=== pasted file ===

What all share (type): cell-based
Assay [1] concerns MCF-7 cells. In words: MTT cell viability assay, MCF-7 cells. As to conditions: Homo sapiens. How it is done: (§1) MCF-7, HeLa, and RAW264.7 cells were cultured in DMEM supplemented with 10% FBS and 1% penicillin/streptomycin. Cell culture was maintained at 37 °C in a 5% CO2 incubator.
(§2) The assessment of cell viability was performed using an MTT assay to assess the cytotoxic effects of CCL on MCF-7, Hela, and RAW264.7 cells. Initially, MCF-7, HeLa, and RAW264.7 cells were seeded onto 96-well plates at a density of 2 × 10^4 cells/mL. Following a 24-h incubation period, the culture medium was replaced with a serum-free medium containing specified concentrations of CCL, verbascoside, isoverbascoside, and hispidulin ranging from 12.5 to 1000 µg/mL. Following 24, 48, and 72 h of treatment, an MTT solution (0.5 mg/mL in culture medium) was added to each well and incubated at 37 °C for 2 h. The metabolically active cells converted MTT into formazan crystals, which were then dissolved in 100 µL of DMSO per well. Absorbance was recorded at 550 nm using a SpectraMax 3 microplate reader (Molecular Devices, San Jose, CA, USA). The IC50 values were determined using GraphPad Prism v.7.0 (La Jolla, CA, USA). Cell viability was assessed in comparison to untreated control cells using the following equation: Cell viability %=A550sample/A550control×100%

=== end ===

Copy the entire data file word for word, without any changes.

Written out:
What all share (type): cell-based
Assay [1] concerns MCF-7 cells. In words: MTT cell viability assay, MCF-7 cells. As to conditions: Homo sapiens. How it is done: (§1) MCF-7, HeLa, and RAW264.7 cells were cultured in DMEM supplemented with 10% FBS and 1% penicillin/streptomycin. Cell culture was maintained at 37 °C in a 5% CO2 incubator.
(§2) The assessment of cell viability was performed using an MTT assay to assess the cytotoxic effects of CCL on MCF-7, Hela, and RAW264.7 cells. Initially, MCF-7, HeLa, and RAW264.7 cells were seeded onto 96-well plates at a density of 2 × 10^4 cells/mL. Following a 24-h incubation period, the culture medium was replaced with a serum-free medium containing specified concentrations of CCL, verbascoside, isoverbascoside, and hispidulin ranging from 12.5 to 1000 µg/mL. Following 24, 48, and 72 h of treatment, an MTT solution (0.5 mg/mL in culture medium) was added to each well and incubated at 37 °C for 2 h. The metabolically active cells converted MTT into formazan crystals, which were then dissolved in 100 µL of DMSO per well. Absorbance was recorded at 550 nm using a SpectraMax 3 microplate reader (Molecular Devices, San Jose, CA, USA). The IC50 values were determined using GraphPad Prism v.7.0 (La Jolla, CA, USA). Cell viability was assessed in comparison to untreated control cells using the following equation: Cell viability %=A550sample/A550control×100%